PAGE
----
South Western Railway (SWR) employees began 27 days of strike action on Monday 2 December, when publicans are usually readying themselves for weeks of extra trade.
Services between London Waterloo and parts of the south-west have been impacted, including suburban commuter lines and others running to the coast.
The industrial action means hundreds of services are being cancelled each day and a revised timetable is in operation with services ending earlier than usual at around 11pm.
UKHospitality chief executive Kate Nicholls said pubs would feel an impact as the earlier end times have made it harder for pub staff to get around later at night as well as customers.
She said: “Many employees in our sector in London rely on reliable public transport running late into the night and earlier into the morning. If those trains are not running then some team members may not be able to get home conveniently and may even need to turn down the offer of work.
“This is all happening at the busiest time of the year for hospitality, when many pubs, bars and restaurants are full of people going out for Christmas. Businesses are going to feel the impact of customers and staff members cannot travel.”
This would be really bad news for London's tourists, visitors and workers as well as the hospitality businesses who look after them during the festive period - busiest time of the year and stretching the season of goodwill to breaking point https://t.co/Bawhf4qKyh— Kate Nicholls (@UKHospKate) November 25, 2019
John McElhinney runs a number of pubs near Waterloo station and he said he was worried about the impact of the strikes should they continue.
He said general trade was finishing a lot earlier than normal with a significant downturn in sales from about 8pm.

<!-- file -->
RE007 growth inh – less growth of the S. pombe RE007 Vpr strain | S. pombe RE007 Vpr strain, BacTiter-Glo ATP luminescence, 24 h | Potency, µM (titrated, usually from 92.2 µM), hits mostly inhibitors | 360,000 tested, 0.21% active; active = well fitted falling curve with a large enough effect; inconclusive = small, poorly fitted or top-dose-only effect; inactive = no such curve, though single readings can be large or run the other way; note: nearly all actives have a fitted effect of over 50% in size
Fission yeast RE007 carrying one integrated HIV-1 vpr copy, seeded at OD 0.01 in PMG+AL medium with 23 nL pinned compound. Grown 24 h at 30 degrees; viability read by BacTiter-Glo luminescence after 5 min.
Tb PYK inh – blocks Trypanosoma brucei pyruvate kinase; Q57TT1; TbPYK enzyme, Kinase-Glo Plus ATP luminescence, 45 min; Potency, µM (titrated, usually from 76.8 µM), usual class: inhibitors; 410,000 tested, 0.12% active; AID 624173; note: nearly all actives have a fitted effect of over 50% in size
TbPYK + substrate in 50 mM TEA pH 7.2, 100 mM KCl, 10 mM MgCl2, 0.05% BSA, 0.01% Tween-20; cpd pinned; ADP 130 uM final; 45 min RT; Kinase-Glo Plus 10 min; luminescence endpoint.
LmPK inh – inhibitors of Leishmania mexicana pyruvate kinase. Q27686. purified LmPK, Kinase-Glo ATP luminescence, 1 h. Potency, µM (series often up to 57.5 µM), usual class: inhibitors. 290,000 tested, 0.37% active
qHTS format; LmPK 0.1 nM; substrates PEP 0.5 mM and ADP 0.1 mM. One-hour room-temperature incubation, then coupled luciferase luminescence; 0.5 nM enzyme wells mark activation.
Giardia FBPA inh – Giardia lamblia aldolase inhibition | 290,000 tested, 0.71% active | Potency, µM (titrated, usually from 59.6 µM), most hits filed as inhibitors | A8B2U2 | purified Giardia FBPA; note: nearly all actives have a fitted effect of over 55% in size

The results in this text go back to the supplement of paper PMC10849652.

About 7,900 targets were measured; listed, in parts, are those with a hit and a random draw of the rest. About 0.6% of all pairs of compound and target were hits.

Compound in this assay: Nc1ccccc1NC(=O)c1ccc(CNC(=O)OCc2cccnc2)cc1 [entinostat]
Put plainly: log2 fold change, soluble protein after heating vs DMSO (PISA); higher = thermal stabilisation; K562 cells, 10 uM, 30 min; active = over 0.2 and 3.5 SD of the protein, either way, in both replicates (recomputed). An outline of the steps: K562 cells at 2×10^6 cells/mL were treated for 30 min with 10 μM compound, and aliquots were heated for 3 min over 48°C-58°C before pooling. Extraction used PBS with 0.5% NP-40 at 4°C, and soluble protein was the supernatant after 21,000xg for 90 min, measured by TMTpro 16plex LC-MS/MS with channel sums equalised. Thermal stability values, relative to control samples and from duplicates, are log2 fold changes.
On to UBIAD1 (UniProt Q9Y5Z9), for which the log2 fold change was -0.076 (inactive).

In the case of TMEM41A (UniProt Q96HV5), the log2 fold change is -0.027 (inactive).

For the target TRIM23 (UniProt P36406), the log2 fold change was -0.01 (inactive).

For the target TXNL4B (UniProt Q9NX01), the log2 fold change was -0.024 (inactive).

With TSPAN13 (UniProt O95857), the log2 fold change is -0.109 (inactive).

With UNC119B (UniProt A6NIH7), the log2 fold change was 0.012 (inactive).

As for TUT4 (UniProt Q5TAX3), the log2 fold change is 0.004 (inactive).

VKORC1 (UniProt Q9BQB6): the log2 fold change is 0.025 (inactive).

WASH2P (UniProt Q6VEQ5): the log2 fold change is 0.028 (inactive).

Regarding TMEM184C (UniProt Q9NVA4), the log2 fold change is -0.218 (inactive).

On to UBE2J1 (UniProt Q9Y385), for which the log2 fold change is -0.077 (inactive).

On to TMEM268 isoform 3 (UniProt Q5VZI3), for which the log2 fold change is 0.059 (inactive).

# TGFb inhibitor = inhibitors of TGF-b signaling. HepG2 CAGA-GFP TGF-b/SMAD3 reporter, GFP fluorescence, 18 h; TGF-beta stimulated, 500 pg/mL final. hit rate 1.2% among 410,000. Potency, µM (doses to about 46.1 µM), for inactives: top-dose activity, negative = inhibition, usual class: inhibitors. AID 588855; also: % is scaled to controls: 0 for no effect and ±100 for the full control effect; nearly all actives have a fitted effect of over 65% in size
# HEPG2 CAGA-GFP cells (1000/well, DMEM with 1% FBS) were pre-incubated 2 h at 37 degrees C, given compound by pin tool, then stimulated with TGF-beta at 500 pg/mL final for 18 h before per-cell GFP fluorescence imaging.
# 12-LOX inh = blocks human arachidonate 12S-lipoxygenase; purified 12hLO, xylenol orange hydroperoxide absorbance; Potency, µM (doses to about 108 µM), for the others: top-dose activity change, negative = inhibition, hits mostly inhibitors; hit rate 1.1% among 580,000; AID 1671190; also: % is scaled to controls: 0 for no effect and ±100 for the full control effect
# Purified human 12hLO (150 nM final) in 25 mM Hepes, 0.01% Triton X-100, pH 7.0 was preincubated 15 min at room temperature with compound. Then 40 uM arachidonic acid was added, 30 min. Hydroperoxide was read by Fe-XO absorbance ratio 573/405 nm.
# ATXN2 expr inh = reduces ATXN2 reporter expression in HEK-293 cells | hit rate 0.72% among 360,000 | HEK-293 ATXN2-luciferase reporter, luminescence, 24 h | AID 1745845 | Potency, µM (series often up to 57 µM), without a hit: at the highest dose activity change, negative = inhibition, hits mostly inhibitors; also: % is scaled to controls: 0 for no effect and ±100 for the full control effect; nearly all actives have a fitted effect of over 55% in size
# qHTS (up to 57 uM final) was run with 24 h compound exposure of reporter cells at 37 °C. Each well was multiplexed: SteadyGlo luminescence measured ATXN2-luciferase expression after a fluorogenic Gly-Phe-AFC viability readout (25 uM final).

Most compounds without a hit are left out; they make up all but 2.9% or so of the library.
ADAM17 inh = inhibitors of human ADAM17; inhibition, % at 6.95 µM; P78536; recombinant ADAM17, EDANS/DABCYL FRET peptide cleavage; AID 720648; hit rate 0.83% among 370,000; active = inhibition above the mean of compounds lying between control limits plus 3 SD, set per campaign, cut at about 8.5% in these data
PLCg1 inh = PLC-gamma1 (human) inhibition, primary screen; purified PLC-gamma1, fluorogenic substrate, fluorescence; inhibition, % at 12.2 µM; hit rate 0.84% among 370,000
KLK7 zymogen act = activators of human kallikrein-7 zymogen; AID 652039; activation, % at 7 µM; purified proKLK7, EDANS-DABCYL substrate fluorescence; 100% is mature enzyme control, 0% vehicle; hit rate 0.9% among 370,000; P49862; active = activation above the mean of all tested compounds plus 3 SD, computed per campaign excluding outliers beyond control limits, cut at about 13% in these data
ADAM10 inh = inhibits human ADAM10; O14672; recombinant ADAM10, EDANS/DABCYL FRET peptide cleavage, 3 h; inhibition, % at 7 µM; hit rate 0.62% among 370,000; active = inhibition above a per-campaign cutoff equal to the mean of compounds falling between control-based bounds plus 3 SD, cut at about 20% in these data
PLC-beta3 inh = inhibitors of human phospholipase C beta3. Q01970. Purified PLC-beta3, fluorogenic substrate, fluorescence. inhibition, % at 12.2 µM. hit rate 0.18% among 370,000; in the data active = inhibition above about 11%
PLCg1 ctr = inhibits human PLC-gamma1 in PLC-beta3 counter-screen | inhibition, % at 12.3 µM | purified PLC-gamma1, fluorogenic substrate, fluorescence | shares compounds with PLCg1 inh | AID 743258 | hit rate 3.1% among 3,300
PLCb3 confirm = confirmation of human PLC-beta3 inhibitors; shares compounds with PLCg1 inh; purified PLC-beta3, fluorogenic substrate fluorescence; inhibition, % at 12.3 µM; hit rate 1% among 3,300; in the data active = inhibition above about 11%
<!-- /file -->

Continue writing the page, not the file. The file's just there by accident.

He said: “Our pubs are a lot quieter towards the end of the night.”
There has been a healthy up-turn in trade at his King’s Arms site – a haven for commuters – which has not continued at the same rate as before strike action started.
McElhinney added: “A lot of the talk and the opinion is that people will go out for Christmas perhaps start earlier and finish earlier if it continues as it is.
“So far, we have been lucky enough that our customers are pretty loyal and quite a lot of our Christmas bookings will be from businesses not too far away from us.”
Some of the pub’s regulars have also been working from home to avoid delayed or overcrowded trains.
See what happens
McElhinney said it remains to be seen how much this long period of strikes will impact business at this time of year but, previously, one-off days of action has attracted new faces into his pubs.
He explained: “Sometimes you see a significant downturn when there are train or Tube strikes but, if it’s a one-off strike, sometimes we have people so frustrated that they actually come in for a pint.”
The operator added: “Thursdays and Fridays are feeling like Mondays and Tuesdays.
“It is a concern in terms of our budget and what we are expecting. We just have to see what happens.
“As far as our managers and team are concerned, we're just keeping them updated with what's happening with the strike.
“For our own budget's sake, we try to manage staffing levels as appropriately and we just hope that an adequate solution [to the dispute] is found.”